Reply To: Why not PHP?

#2787
AllenJB83
Guest

This is a terrible article the, in my opinion, is written by someone with little to no knowledge of PHP and its community.

**It’s mainly for serving simple HTTP requests**

While it has a great process model for serving simple HTTP requests with minimal setup, this is certainly not all it can do. It’s quite easy using any of a number of libraries to set up long-running application servers in the same model as other languages / platforms, and while you wouldn’t use any of the web-specific SAPIs for this like php-fpm, they don’t get in the way of it either.

**It’s (relatively) old**

Age is not a factor you should use in decision making in this way. Old does not mean “has been” / “old hat” / “not modern”.

Even a brief look at the recent version changelogs and migration guides as well as the wider ecosystem of libraries and frameworks will quickly show that PHP continues to evolve as a language at a pace rivaling any other.

**No large corporate backers**

No corporate overlords can be an advantage as much as a disadvantage. PHP not being governed by corporate overlords means it’s not going to be abandoned overnight or left to rot when its parent gets bored or goes bust.

Nikita is not the only core developer paid to work on PHP core. Microsoft pay developers to work on PHP (they are winding down their provision of official Windows builds, but will still be contributing to PHP – [source](https://externals.io/message/110985#110985)). I’m fairly certain Remi Collet works for RedHat. I’m pretty sure there are others – they just don’t shout it from the rooftops.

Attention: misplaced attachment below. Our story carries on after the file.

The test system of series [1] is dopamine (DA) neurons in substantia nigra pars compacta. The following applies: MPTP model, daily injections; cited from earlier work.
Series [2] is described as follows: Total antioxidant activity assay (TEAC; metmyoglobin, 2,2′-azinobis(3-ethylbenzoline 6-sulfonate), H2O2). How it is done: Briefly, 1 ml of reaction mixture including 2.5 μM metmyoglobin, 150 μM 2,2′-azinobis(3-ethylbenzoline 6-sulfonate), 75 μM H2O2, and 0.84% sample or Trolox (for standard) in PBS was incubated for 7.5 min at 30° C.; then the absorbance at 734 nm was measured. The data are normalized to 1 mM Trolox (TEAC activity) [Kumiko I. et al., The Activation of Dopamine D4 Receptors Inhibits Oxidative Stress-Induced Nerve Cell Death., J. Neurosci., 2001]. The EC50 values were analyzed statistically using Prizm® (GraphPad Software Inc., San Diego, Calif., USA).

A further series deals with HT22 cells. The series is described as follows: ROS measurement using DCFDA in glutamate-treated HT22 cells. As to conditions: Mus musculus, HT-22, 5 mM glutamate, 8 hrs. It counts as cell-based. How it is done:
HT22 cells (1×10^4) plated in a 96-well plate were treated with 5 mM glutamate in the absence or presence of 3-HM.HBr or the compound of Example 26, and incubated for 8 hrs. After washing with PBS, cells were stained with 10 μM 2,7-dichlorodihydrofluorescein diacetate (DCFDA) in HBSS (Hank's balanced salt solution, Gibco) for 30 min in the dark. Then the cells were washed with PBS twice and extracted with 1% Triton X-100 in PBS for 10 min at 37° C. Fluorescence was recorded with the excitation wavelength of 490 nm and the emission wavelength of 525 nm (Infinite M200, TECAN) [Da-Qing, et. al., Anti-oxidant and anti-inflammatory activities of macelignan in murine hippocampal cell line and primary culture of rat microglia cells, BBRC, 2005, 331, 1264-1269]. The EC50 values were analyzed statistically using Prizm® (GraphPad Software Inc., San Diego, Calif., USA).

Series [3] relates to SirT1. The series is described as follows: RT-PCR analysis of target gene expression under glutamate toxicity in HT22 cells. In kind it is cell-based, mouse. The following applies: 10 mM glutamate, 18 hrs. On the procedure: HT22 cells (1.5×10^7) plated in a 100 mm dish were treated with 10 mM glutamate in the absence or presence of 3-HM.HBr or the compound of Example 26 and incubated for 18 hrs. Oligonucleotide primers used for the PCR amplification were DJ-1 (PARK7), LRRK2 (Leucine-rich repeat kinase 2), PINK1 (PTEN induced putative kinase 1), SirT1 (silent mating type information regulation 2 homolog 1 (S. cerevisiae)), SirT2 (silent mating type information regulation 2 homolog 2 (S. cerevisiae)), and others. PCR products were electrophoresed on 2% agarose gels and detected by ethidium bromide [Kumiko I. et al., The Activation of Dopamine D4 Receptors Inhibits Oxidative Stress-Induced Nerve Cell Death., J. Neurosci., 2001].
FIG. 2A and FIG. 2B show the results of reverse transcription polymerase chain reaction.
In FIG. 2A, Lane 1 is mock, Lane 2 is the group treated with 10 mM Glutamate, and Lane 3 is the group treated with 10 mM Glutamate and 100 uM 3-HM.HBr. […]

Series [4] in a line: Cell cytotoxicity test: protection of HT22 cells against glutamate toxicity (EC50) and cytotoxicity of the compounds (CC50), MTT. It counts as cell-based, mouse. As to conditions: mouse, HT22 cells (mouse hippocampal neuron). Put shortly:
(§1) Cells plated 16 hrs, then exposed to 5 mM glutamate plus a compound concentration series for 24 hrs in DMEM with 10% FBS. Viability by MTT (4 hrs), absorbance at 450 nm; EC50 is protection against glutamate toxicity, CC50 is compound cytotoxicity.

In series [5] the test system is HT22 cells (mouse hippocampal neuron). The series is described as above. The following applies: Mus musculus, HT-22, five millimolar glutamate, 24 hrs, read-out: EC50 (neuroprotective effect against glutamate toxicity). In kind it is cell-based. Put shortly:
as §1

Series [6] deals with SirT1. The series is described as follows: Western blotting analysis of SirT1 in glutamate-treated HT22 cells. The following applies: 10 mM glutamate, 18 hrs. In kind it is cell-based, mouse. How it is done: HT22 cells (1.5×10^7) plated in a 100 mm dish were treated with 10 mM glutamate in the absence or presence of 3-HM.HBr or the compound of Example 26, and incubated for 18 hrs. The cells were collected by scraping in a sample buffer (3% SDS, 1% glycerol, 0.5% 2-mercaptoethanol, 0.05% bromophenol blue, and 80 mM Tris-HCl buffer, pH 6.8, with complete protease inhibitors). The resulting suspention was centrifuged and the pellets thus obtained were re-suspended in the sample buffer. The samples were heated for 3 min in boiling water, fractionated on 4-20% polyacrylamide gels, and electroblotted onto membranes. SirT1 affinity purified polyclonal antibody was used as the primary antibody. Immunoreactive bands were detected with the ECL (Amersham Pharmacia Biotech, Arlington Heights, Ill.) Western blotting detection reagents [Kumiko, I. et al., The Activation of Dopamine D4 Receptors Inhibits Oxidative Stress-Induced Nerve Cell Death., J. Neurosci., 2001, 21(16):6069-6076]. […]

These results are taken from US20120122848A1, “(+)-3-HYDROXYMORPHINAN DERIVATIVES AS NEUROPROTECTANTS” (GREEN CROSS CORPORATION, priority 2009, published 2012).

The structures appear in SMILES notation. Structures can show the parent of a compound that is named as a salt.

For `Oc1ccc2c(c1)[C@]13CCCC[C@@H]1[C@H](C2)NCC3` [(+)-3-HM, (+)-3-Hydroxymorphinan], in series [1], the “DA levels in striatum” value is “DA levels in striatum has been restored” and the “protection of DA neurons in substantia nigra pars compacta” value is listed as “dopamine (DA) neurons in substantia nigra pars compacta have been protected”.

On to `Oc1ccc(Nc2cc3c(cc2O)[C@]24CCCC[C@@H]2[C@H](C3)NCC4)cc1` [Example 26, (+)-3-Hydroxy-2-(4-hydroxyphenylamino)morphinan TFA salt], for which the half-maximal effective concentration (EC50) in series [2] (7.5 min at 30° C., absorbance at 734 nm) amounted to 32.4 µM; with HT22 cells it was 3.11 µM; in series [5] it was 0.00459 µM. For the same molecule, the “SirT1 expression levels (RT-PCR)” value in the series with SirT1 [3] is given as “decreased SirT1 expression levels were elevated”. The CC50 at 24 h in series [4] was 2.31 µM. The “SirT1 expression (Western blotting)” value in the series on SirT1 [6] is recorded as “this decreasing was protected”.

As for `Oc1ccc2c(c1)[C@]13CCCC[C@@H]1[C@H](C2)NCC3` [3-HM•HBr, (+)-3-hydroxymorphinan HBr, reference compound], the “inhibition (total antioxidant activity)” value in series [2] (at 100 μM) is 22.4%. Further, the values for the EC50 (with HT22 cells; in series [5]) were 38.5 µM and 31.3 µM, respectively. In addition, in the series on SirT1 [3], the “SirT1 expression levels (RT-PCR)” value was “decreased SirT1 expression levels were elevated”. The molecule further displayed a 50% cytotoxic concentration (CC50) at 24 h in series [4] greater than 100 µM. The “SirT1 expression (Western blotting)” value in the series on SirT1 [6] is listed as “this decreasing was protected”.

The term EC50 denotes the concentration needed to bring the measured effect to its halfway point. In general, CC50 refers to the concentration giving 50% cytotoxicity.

This also ignores the awesome amount of libraries and support available in the wider PHP ecosystem, much of it developed by companies or their developers working on company time.

To insinuate that no corporation uses or values PHP to this extent is bogus.

**Many beginners, few experts**

More bogus claims. There are plenty of experts in the PHP community who are continually providing excellent resources including excellent [books](https://leanpub.com/bookstore/book?category=php), [guidance](https://phptherightway.com/), podcasts, video and written tutorials.

Does PHP, as an easy to pickup and popular language, have a problem with blogspam out-of-date tutorials everywhere? Yes. But any popular language has this problem, and the older and more popular it is, the bigger the problem. But there’s far from a dearth of quality content.

**It has many minor potholes**

While the core language can appear inconsistent at times, there’s actually very reasonable explanations behind the vast majority of these inconsistencies. If you take the time to look at how PHP has evolved from its origins as a relatively simple glue between libraries, most of these fade away. “Modern tooling” (ie. basic autocomplete) pretty much takes care of the rest.

**Where do we go from here?**

This isn’t “where do we go from here”, this is “where was the language 3 years ago”. Catch up already.